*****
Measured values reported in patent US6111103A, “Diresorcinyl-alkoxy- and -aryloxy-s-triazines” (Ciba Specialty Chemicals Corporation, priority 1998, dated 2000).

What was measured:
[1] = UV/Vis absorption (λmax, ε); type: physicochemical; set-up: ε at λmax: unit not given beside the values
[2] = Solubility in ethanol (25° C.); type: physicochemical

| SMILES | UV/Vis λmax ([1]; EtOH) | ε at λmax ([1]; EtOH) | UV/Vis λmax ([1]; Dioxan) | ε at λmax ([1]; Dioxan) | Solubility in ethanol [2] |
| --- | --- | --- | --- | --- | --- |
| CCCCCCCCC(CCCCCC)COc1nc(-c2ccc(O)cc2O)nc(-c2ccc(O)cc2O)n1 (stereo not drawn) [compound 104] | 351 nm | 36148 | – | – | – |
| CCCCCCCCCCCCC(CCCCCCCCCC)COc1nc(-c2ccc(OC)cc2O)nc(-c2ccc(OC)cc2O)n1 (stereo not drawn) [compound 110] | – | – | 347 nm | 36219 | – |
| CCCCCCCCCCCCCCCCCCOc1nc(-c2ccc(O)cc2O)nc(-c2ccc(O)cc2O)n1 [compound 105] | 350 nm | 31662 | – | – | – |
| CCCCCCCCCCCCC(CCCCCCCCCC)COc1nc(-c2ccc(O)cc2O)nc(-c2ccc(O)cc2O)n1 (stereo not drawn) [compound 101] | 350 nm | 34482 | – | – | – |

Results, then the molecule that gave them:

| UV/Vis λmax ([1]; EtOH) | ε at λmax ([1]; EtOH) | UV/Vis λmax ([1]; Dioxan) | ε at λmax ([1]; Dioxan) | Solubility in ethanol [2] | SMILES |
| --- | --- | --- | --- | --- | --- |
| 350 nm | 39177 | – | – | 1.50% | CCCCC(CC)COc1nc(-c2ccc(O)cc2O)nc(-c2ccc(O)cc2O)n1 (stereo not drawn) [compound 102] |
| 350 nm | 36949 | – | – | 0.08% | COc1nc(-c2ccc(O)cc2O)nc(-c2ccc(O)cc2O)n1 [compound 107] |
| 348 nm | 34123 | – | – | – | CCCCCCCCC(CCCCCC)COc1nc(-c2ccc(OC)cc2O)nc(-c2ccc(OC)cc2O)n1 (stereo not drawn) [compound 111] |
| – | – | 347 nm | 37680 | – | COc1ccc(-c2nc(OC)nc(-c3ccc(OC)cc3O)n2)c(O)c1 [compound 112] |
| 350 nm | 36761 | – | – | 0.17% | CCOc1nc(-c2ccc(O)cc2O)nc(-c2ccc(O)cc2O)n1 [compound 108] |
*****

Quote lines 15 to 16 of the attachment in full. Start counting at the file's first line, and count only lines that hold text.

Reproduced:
| 350 nm | 36949 | – | – | 0.08% | COc1nc(-c2ccc(O)cc2O)nc(-c2ccc(O)cc2O)n1 [compound 107] |
| 348 nm | 34123 | – | – | – | CCCCCCCCC(CCCCCC)COc1nc(-c2ccc(OC)cc2O)nc(-c2ccc(OC)cc2O)n1 (stereo not drawn) [compound 111] |